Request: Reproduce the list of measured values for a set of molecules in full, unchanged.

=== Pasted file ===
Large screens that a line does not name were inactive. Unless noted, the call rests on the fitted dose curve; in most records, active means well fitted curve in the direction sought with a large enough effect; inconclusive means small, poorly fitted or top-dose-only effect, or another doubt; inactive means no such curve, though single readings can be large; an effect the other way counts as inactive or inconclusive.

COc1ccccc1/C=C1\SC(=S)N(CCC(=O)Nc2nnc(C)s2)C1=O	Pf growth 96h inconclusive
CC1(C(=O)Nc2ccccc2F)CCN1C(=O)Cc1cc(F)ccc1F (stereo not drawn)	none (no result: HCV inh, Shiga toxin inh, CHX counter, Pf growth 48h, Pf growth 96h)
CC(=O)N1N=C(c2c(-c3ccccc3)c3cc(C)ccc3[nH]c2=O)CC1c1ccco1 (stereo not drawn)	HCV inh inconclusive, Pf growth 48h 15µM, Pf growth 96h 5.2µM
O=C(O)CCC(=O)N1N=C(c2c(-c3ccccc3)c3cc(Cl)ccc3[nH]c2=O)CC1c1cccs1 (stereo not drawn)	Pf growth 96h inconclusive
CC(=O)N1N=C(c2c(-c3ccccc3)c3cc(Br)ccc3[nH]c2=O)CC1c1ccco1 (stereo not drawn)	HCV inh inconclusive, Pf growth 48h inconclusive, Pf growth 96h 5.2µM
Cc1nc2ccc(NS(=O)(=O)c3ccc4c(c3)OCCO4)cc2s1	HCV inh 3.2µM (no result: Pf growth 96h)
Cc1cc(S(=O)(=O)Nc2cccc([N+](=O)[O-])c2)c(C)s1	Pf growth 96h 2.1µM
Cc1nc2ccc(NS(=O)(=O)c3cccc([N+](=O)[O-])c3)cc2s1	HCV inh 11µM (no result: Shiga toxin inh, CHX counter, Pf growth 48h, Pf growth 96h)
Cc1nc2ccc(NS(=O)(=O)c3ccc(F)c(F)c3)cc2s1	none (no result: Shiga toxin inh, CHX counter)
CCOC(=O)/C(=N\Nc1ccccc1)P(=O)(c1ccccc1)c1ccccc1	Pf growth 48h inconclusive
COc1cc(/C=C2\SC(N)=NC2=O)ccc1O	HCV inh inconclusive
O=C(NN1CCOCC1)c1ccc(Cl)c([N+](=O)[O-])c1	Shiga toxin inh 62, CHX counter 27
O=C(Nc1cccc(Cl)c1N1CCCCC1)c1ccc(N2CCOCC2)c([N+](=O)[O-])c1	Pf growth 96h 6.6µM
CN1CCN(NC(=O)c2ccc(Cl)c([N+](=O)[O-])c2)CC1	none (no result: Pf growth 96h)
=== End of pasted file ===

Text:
Large screens that a line does not name were inactive. Unless noted, the call rests on the fitted dose curve; in most records, active means well fitted curve in the direction sought with a large enough effect; inconclusive means small, poorly fitted or top-dose-only effect, or another doubt; inactive means no such curve, though single readings can be large; an effect the other way counts as inactive or inconclusive.

COc1ccccc1/C=C1\SC(=S)N(CCC(=O)Nc2nnc(C)s2)C1=O	Pf growth 96h inconclusive
CC1(C(=O)Nc2ccccc2F)CCN1C(=O)Cc1cc(F)ccc1F (stereo not drawn)	none (no result: HCV inh, Shiga toxin inh, CHX counter, Pf growth 48h, Pf growth 96h)
CC(=O)N1N=C(c2c(-c3ccccc3)c3cc(C)ccc3[nH]c2=O)CC1c1ccco1 (stereo not drawn)	HCV inh inconclusive, Pf growth 48h 15µM, Pf growth 96h 5.2µM
O=C(O)CCC(=O)N1N=C(c2c(-c3ccccc3)c3cc(Cl)ccc3[nH]c2=O)CC1c1cccs1 (stereo not drawn)	Pf growth 96h inconclusive
CC(=O)N1N=C(c2c(-c3ccccc3)c3cc(Br)ccc3[nH]c2=O)CC1c1ccco1 (stereo not drawn)	HCV inh inconclusive, Pf growth 48h inconclusive, Pf growth 96h 5.2µM
Cc1nc2ccc(NS(=O)(=O)c3ccc4c(c3)OCCO4)cc2s1	HCV inh 3.2µM (no result: Pf growth 96h)
Cc1cc(S(=O)(=O)Nc2cccc([N+](=O)[O-])c2)c(C)s1	Pf growth 96h 2.1µM
Cc1nc2ccc(NS(=O)(=O)c3cccc([N+](=O)[O-])c3)cc2s1	HCV inh 11µM (no result: Shiga toxin inh, CHX counter, Pf growth 48h, Pf growth 96h)
Cc1nc2ccc(NS(=O)(=O)c3ccc(F)c(F)c3)cc2s1	none (no result: Shiga toxin inh, CHX counter)
CCOC(=O)/C(=N\Nc1ccccc1)P(=O)(c1ccccc1)c1ccccc1	Pf growth 48h inconclusive
COc1cc(/C=C2\SC(N)=NC2=O)ccc1O	HCV inh inconclusive
O=C(NN1CCOCC1)c1ccc(Cl)c([N+](=O)[O-])c1	Shiga toxin inh 62, CHX counter 27
O=C(Nc1cccc(Cl)c1N1CCCCC1)c1ccc(N2CCOCC2)c([N+](=O)[O-])c1	Pf growth 96h 6.6µM
CN1CCN(NC(=O)c2ccc(Cl)c([N+](=O)[O-])c2)CC1	none (no result: Pf growth 96h)